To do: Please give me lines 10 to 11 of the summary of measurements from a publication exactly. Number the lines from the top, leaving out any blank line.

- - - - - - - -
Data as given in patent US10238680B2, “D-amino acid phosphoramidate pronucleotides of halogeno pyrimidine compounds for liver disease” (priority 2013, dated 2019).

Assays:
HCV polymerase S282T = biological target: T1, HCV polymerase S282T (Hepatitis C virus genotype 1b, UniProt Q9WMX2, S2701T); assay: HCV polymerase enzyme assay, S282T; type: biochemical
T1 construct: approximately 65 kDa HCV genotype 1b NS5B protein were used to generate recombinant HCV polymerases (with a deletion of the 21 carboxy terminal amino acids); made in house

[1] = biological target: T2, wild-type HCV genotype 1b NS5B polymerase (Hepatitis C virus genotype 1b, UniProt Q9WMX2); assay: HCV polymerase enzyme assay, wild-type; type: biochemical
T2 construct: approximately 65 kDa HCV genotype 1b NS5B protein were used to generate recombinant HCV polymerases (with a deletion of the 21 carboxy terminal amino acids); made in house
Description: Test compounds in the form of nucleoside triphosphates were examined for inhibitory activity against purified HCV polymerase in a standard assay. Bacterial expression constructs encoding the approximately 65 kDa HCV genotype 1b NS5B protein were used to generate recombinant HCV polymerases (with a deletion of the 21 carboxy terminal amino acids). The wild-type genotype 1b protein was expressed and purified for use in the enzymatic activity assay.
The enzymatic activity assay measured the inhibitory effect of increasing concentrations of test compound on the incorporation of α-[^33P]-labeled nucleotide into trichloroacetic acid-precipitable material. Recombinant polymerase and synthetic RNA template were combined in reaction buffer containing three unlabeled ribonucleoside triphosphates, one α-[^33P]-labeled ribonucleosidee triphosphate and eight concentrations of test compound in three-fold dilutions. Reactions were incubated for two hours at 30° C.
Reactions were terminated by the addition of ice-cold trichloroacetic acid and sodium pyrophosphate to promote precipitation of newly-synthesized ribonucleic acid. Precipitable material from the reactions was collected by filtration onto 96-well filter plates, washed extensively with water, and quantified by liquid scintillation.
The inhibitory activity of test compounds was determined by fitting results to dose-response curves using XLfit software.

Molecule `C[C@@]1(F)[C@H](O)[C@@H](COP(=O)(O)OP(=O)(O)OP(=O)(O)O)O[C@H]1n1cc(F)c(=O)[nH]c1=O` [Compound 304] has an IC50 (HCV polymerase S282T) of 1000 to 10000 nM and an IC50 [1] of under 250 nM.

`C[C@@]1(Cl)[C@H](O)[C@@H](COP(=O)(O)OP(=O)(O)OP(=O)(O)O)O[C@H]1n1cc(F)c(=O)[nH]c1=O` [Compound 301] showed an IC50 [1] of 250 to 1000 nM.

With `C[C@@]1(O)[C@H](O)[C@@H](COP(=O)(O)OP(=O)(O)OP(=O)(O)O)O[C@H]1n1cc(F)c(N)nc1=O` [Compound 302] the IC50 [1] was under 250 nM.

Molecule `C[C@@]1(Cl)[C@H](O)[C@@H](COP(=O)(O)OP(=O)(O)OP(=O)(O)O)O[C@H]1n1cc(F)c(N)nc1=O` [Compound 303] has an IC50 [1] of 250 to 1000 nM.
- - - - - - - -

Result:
The inhibitory activity of test compounds was determined by fitting results to dose-response curves using XLfit software.

Molecule `C[C@@]1(F)[C@H](O)[C@@H](COP(=O)(O)OP(=O)(O)OP(=O)(O)O)O[C@H]1n1cc(F)c(=O)[nH]c1=O` [Compound 304] has an IC50 (HCV polymerase S282T) of 1000 to 10000 nM and an IC50 [1] of under 250 nM.